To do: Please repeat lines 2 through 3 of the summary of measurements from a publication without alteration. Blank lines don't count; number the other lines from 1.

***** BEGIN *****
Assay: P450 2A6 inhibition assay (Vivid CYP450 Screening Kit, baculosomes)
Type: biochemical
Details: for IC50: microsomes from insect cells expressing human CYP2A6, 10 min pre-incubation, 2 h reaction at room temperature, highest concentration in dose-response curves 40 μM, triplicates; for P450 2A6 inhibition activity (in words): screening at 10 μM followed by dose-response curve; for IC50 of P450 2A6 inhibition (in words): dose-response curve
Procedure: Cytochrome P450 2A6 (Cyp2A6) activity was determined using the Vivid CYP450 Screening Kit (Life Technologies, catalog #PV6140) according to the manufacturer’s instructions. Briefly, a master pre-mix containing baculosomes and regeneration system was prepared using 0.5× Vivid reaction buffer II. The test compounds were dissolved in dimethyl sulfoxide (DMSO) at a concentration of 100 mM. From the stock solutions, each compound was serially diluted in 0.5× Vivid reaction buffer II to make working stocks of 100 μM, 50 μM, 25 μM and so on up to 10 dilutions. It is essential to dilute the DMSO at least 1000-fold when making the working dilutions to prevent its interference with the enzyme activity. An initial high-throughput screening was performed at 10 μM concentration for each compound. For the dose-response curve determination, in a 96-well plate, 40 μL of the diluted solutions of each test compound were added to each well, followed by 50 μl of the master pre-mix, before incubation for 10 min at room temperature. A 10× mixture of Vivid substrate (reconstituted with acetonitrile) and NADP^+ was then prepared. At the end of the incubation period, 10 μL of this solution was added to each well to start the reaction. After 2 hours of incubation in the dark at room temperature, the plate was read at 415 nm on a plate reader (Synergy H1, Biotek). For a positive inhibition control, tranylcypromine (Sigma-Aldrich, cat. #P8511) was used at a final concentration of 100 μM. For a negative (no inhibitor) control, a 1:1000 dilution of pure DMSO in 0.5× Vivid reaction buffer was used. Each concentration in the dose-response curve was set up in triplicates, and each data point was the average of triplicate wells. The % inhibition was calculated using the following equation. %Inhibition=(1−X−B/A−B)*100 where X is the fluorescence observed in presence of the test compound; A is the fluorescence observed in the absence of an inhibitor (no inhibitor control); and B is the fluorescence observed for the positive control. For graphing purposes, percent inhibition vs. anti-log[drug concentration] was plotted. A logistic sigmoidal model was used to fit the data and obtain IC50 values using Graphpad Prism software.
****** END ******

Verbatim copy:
Type: biochemical
Details: for IC50: microsomes from insect cells expressing human CYP2A6, 10 min pre-incubation, 2 h reaction at room temperature, highest concentration in dose-response curves 40 μM, triplicates; for P450 2A6 inhibition activity (in words): screening at 10 μM followed by dose-response curve; for IC50 of P450 2A6 inhibition (in words): dose-response curve